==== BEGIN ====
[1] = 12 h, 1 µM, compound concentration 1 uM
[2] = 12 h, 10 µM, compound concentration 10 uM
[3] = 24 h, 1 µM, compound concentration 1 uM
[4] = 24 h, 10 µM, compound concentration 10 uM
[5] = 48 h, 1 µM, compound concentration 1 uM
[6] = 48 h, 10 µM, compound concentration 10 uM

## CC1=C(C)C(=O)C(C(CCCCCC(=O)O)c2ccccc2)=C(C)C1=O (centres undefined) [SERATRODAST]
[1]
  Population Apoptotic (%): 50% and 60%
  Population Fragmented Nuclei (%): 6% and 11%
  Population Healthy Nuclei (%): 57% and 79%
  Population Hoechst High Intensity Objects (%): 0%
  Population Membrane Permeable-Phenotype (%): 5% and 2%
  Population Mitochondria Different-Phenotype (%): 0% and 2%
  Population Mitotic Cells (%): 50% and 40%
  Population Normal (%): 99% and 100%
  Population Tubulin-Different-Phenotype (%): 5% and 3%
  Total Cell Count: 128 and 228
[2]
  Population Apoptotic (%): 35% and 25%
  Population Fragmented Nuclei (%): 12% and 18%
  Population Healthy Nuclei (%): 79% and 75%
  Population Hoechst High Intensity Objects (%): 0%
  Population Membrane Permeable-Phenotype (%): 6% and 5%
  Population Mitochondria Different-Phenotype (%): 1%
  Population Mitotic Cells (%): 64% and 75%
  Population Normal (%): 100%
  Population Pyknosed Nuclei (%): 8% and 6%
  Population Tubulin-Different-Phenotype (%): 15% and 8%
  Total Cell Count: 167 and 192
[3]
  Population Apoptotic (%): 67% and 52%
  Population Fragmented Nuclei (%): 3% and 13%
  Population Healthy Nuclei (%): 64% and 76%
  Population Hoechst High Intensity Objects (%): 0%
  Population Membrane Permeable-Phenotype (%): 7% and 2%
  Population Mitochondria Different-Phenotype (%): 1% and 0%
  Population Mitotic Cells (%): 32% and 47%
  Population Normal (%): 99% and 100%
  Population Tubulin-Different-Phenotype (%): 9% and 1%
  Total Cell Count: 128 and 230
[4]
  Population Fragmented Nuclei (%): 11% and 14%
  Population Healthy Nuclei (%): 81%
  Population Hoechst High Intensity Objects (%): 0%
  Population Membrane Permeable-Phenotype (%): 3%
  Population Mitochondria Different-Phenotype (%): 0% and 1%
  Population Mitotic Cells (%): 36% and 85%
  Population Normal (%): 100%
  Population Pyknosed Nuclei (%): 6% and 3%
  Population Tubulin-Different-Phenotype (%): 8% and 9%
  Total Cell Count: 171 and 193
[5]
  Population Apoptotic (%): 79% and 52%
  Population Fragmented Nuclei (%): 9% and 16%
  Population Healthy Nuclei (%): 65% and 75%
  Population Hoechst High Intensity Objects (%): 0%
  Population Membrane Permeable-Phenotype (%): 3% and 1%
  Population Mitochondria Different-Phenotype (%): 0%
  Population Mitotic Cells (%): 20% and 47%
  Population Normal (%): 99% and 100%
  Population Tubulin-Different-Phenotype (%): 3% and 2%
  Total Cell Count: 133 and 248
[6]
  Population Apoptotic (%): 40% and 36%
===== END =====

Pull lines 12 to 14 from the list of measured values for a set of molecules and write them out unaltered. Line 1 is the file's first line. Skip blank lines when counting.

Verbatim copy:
  Population Hoechst High Intensity Objects (%): 0%
  Population Membrane Permeable-Phenotype (%): 5% and 2%
  Population Mitochondria Different-Phenotype (%): 0% and 2%